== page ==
Every superstar has one game or one moment that puts them on the map. Georgetown basketball commit Modesti McConnell (‘22) is no different. In her first high-school game four years ago as a freshman, she scored 39 points and shocked everyone in the gym – that is, everyone except for herself. For Modesti, she had been building for that game her entire life. Every time she stepped on a basketball court, her eyes were locked in on one thing and one thing only: improvement. When asked where her passion for the game comes from, she answered, “I always want to be the best that I can be in anything I do.” She didn’t know at the time, but this game was only the beginning.
Modesti’s introduction to basketball happened when she was seven years old and had just moved from Virginia to her current home in Oklahoma City. It was Modesti’s cousin who first inspired her to pick up a basketball due to countless games Modesti would go to watch her cousin in action. Still to this day, Modesti is following in her cousin’s path of taking basketball to the college level. While a love for the game led Modesti to pick up her first basketball, it was the team aspect and the friendships she built that kept her tied to the sport. She mentions that some of her favorite parts of the game are meeting new people and mentoring others. This is evident each time she steps onto a basketball court when she makes everyone around her a better person and player.
There were many people who guided Modesti’s career onto its current path, but no one’s role in her success was as big as her mom’s. “Ever since we moved here, she’s been my mentor.” A former basketball player herself, her mom never stopped pushing Modesti to always improve – a trait that has rubbed off onto Modesti. Not only will her mom support her off the court, but she’s also a huge help on the court. They have spent countless hours either watching game film or training together. Modesti’s mom has pushed her to be great her entire life, and she’s starting to see that greatness unfold into big things.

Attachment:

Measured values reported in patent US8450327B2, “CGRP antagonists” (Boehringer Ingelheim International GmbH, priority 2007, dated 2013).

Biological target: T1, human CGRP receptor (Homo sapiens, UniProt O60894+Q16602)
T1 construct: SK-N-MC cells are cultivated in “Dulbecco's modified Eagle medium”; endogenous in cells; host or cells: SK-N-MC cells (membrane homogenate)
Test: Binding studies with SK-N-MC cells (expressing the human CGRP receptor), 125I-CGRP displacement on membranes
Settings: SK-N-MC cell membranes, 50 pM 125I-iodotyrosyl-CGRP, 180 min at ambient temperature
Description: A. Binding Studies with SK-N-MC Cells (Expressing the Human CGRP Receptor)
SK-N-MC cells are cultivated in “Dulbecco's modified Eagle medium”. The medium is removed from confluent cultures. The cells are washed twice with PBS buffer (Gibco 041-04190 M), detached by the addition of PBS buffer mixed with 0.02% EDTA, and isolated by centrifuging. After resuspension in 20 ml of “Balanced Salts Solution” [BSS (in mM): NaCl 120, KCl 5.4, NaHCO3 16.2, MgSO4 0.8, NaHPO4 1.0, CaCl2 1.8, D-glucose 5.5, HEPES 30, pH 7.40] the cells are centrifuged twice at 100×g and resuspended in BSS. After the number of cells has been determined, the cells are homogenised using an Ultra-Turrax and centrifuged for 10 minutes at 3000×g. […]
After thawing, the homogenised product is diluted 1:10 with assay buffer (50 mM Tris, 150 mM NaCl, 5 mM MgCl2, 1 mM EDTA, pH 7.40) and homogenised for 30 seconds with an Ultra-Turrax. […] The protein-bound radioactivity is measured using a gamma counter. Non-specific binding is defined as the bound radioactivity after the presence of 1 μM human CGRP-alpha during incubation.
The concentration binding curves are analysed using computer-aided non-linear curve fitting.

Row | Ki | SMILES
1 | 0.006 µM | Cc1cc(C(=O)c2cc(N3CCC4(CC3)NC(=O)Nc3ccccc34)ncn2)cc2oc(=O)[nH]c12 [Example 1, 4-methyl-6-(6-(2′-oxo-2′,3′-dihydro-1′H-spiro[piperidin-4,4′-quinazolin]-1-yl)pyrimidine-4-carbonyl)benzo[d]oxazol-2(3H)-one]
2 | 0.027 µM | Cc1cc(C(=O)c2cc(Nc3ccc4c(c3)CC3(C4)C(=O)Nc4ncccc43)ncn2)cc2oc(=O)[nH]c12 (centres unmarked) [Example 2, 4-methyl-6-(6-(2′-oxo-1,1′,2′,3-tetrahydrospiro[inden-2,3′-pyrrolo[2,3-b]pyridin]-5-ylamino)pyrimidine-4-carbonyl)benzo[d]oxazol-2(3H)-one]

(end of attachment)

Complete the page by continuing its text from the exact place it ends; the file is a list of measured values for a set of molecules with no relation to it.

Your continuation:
While any college could see the talent Modesti has, that isn’t the only thing that led to the twelve offers she received. Modesti simply holds herself to a high standard on and off the court. She claims colleges care about the attitude you have on and off the court. If you want to be recruited, it is equally important to know how to talk to adults, put yourself out there, and have a great attitude as is shooting, passing, and dribbling. When a scout comes out to watch you play, their eyes don’t simply shut down the moment you step off the court. “Coaches want to see if you’re not on the court, you’re on the bench cheering on your teammates,” says Modesti. Modesti leads her team just as much when she’s off the court. Even when it isn’t about basketball, her teammates know, “they can come to her about things on and off the court.” Whether it’s cheering for your teammates on the sidelines, staying out of trouble, or speaking with respect to coaches, scouts, and other staff, there is no excuse for not having the right attitude.
While eleven other offers rolled in, Modesti always knew that Georgetown was the one for her. All it took for Georgetown to make their decision was a single email containing a few highlights, and they instantly knew she would fit perfectly into their team. A visit to the campus and the town only confirmed Georgetown’s choice. Georgetown provides her with welcoming teammates, a dedicated program, and wonderful DC food. She claims, “I always kind of knew Georgetown was the school [for me].” However, this success had nothing to do with coincidence or luck. She maintains that the most important thing she did to obtain her dream was, “always working hard and never settling.” Consistently persistent. This phrase was first coined by Derek Washington, a coach and trainer of Modesti’s, and the phrase means what it sounds like: always working as hard as you can and never taking no for an answer. No matter what your dream is, there is only one way to achieve it: outwork everyone.